May 19, 2011
The Other Whole Grains
Whole grains are an important part of a balanced diet, but it seems like lately there are a lot of unusual grains on the market. Don't be afraid of them, though. These grains pack a lot of healthy benefits.
Amaranth: These tiny kernels, usually pale yellow, are porridge-like when simmered, making amaranth useful as a food thickener. You can bake or steam amaranth as well, and it is available as cereal and flour. Many people add a strongly flavored liquid to this grain when cooking it -- broth and tomato juice are good choices. It is good when mixed with other grains and when mixed with vegetables as a stir-fry. You also can use it as a breading.
Barley: Most of the barley in the United States is used in beer production. Barley is chewier than rice, and the flakes are served as a hot cereal. It generally is simmered or used as an ingredient in casseroles or soups. Barley and fruit make a pleasing breakfast dish. Substitute barley for rice or pasta in almost any dish.
Buckwheat: Buckwheat is used as an alternative to rice as a side dish or ingredient. It pairs well with beef, root vegetables, cabbage, winter squash, and eggplant. Buckwheat grits are finely ground groats, served as a hot cereal. Buckwheat flour is available in most markets and is commonly used in pancake preparation.
Bulgur: Steamed, dried, and cracked-wheat berries, bulgur cooks like brown rice. Substitute it for rice in all dishes. Use the finely ground variety to prepare a hot breakfast cereal.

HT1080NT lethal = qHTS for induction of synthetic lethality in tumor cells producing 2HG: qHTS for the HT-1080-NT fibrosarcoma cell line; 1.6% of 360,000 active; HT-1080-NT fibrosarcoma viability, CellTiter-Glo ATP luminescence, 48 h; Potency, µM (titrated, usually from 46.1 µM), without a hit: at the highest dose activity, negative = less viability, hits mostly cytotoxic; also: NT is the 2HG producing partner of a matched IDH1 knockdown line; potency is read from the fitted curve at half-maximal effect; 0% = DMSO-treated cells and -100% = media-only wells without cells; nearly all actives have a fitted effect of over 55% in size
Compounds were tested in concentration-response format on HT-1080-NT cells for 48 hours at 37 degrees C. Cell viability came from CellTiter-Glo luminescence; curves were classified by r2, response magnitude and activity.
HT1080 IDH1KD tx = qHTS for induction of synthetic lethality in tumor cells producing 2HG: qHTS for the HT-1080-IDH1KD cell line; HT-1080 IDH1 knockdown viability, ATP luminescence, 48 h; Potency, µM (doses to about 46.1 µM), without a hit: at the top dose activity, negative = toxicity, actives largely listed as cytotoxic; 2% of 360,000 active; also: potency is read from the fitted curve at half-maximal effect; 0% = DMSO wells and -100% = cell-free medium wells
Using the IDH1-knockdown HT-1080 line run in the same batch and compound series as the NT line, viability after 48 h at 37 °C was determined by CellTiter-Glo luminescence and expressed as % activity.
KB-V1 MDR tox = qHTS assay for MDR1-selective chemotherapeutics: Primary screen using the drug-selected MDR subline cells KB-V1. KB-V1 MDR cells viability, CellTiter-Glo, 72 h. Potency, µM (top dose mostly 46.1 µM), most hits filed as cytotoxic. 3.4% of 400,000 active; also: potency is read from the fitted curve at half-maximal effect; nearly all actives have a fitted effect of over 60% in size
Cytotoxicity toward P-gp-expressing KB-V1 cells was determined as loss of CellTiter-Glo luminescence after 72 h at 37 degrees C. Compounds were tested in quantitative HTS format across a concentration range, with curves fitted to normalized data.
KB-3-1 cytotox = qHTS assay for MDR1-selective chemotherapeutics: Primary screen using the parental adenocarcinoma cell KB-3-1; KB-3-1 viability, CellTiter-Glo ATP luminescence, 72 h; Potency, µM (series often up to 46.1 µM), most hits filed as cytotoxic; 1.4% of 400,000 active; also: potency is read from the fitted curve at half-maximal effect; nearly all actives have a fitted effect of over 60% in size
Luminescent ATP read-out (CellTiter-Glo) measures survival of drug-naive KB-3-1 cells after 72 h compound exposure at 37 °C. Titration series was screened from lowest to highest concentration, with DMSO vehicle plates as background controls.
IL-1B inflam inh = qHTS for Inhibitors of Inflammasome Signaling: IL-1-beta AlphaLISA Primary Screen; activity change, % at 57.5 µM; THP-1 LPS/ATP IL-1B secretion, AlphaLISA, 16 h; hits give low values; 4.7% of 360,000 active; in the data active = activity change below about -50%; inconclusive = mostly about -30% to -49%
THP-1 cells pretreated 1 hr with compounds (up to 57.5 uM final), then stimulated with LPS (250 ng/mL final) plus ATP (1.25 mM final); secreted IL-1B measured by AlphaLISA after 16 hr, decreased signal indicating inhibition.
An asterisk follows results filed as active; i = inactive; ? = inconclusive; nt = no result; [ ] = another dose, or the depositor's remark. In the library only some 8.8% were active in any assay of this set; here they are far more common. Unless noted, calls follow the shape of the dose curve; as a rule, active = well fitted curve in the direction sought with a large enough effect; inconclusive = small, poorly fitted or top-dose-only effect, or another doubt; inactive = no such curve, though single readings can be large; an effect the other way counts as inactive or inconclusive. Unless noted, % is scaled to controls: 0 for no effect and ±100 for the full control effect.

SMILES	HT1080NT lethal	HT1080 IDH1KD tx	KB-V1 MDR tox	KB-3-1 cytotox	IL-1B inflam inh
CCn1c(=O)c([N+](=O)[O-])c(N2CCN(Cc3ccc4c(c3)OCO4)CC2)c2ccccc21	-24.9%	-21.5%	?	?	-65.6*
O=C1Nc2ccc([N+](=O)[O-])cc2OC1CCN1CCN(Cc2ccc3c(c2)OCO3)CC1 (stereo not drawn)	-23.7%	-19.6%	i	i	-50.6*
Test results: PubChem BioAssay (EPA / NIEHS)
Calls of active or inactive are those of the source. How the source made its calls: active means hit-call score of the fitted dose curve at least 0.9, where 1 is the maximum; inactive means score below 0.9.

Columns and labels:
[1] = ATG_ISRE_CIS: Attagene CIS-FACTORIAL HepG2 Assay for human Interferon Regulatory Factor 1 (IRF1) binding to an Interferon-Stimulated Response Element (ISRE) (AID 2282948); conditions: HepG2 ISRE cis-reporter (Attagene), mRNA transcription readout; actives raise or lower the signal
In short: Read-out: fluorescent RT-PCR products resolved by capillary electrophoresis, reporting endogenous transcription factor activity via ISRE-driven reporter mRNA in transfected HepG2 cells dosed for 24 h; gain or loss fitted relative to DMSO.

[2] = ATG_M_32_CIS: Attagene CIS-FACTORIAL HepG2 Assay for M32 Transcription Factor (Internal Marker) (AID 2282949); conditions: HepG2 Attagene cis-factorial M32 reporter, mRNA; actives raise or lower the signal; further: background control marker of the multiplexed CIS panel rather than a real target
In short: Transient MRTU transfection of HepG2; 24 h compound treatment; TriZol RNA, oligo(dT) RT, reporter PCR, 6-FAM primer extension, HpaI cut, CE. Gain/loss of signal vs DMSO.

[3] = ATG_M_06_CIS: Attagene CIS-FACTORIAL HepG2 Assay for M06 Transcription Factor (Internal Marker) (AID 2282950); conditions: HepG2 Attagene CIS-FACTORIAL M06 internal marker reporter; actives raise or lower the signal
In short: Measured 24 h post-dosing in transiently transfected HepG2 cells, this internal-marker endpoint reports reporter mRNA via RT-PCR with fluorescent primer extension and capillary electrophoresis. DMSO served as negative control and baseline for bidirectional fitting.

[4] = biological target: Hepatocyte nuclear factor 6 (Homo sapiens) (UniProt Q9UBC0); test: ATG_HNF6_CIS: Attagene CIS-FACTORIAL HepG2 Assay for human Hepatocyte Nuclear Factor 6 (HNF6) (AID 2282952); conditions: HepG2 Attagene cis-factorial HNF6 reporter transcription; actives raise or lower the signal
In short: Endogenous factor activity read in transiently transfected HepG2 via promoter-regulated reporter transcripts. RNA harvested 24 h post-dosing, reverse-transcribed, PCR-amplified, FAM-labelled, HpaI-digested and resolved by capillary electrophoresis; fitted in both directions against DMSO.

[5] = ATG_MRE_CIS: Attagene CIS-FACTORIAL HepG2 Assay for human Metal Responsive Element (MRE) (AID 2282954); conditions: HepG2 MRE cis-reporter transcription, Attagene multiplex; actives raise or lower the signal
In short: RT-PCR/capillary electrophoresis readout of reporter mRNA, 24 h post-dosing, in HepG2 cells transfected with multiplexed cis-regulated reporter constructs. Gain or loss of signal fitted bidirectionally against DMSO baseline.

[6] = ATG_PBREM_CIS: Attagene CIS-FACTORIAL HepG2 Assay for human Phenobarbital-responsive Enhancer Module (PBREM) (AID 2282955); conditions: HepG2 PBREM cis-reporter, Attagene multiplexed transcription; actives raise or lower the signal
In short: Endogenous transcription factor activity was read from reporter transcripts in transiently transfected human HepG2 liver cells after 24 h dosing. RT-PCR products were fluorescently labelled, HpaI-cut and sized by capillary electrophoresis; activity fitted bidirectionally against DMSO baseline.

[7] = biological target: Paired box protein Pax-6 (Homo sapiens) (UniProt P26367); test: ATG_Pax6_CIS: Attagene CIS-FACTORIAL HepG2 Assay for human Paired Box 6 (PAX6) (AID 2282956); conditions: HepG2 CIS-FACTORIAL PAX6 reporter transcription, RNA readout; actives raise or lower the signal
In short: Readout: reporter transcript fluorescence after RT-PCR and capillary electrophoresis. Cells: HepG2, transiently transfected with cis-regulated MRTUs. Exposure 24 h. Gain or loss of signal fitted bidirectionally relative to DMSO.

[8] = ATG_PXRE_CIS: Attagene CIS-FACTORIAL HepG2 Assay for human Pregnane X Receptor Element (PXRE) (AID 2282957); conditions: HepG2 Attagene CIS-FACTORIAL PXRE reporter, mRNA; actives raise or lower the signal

Quinoa: Quinoa grains are flat, pointed ovals. Quinoa comes in a variety of colors, including pale yellow, red, and black. When cooked, the external germ spirals out, creating a "tail." Rinse prior to cooking. Brown in a skillet for for minutes prior to simmering or baking. It is good when served as a pilaf, in a baked casserole, in vegetable soup, or as a cold salad, and is especially good when combined with buckwheat. dd quinoa to puddings.
Rye: Rye is a bluish-gray grain, similar in appearance to wheat, except for the color. Rye flakes are similar to rolled oats. Whole rye berries, groats, and kernels resemble wheat berries. Cracked rye is the quickest-cooking variety. Simmer rye berries with milder-tasting grains, such as brown rice or wheat berries. Combine cracked rye with cracked wheat. Combine rye flakes with oatmeal. Rye berries are good when cooked in broth with chopped nuts and raisins.
Posted by Lisa at May 19, 2011 12:56 PM
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